I’ve been recently re-reading Chapter VIII of The Children of Húrin in anticipation of our Hall of Fire chat tomorrow.
One thing that particularly struck me is the invidiousness of Túrin’s position on Amon Rudh: whether he and his growing band of outlaws fight or hide, their prospects are grim.
Beleg summarises the conundrum neatly:
“…a king or the lord of a great host has many needs. He must have a secure refuge; and he must have wealth, and many whose work is not in war. With numbers comes the need of food, more than the wild will furnish to hunters. And there comes the passing of secrecy.
Amon Rûdh is a good place for a few – it has eyes and ears.
But it stands alone, and is seen far off; and no great force is needed to surround it – unless a host defends it, greater far than ours is yet or than it is likely ever to be.”
In Dor Cúarthol, Túrin has too many people to hide yet too few to do more than (to repurpose Elrond’s words in The Lord of the Rings) arouse the wrath of Angband.
Still, even if the situation seems hopeless, it’s nevertheless understandable that Túrin wants to take up arms against a sea of troubles. And to do so sooner rather than later.
As Húrin observes to Turgon in Gondolin, Men are unlike the Eldar: they cannot wait for some distant day when the odds might be in their favour. Like Húrin and Huor, Túrin must involve himself in the struggle while he has the strength of body to make a difference — however small. Even if all he can do is burn Angband’s fingers.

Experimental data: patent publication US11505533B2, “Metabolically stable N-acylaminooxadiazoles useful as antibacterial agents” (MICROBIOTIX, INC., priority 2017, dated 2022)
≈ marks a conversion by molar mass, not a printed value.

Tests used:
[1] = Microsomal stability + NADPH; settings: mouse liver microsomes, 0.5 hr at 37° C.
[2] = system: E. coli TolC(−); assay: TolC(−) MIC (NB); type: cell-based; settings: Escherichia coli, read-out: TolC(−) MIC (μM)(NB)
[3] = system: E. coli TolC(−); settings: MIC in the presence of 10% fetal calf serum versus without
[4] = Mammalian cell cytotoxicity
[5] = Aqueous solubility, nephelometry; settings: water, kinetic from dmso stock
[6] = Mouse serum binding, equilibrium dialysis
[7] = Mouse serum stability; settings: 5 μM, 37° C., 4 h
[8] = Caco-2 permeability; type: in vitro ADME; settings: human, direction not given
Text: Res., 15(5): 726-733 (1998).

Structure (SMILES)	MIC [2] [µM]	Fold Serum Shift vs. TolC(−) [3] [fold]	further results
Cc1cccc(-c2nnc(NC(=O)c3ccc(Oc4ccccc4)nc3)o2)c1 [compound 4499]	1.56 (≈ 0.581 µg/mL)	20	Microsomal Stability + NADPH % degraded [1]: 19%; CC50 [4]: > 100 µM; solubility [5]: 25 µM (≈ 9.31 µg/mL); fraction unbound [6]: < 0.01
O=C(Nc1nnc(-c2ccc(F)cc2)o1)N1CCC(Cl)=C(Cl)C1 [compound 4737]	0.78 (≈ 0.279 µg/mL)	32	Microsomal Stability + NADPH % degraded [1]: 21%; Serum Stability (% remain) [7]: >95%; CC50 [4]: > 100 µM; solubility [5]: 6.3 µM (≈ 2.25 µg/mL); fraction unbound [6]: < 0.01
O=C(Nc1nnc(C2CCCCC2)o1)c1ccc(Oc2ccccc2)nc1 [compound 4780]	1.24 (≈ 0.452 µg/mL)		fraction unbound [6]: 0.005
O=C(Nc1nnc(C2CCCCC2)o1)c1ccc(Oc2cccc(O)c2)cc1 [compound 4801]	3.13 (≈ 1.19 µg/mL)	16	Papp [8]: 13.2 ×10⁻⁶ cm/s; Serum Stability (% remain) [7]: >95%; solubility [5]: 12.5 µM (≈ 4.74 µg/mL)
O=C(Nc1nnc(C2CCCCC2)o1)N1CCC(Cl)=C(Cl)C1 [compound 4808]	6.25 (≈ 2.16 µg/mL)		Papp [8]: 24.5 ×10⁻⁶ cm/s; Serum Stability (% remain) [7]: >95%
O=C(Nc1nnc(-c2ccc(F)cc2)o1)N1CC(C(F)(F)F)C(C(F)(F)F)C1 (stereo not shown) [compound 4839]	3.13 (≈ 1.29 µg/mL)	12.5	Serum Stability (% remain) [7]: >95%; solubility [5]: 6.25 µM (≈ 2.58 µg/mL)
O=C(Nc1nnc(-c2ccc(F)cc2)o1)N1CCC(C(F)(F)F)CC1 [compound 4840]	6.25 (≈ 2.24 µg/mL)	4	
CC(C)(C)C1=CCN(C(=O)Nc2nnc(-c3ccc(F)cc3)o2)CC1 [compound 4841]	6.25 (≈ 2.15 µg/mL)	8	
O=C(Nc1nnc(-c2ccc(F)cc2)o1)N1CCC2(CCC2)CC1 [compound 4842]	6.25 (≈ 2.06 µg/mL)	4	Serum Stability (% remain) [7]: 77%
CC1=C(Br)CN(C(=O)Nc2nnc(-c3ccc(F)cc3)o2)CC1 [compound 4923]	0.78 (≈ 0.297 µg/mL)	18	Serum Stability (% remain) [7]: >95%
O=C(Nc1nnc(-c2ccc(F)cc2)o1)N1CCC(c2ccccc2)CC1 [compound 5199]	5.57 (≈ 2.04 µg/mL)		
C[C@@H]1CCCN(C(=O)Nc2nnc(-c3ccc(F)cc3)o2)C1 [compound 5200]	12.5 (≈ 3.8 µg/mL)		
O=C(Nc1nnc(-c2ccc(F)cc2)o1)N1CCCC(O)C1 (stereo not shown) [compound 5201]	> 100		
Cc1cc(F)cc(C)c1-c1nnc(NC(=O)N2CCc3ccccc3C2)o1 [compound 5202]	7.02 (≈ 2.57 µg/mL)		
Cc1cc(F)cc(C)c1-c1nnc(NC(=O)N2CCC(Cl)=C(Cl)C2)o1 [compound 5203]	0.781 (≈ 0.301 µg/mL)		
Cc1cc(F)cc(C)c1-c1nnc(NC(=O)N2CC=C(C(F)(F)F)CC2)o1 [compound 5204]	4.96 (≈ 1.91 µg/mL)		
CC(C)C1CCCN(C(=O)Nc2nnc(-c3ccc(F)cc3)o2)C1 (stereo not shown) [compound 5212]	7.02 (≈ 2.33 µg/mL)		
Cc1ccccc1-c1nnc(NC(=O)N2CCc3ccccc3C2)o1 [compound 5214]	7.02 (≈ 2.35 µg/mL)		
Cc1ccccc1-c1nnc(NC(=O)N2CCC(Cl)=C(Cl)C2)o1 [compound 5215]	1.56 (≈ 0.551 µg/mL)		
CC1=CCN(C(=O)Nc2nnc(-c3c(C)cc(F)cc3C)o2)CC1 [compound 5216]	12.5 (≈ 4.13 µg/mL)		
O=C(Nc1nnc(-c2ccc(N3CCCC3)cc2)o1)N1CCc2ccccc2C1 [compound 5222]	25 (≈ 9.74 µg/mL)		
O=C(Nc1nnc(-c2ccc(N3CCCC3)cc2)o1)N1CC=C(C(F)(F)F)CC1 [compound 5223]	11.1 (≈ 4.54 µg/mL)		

When Túrin’s responds to Beleg that he will be the captain of his own host, and that if he falls, he falls, perhaps this is something weighing on his mind?
Also, as readers who understand the wider story, we know the cause *is* hopeless.
The Noldor and their allies cannot defeat Morgoth themselves. Mandos bluntly says so as he pronounces The Doom of the Valar on the Fëanor and his folk. And Fëanor finally realises the truth of this as he lies mortally wounded on the shores of Middle-earth. Turgon realises this too, until misplaced pride in his achievements takes over.
The best that Túrin, or, indeed, any of the Noldor, can do is to buy time.
So, is it then to Túrin’s credit that he succeeds for a short time? If nothing else, Dor Cúarthol’s brief existence gains Nagothrond another year. Is that enough to justify what might otherwise appear to be a stubborn choice?
Given that all roads appear to inevitably lead to ruin, is Túrin’s choice here so terrible? And where could he have led his increasingly visible army that they would have been accepted anyway?
If you have your own thoughts on this chapter of The Children of Húrin and would like to share them, consider joining us for the Hall of Fire chat tomorrow at 6pm ET (New York time).
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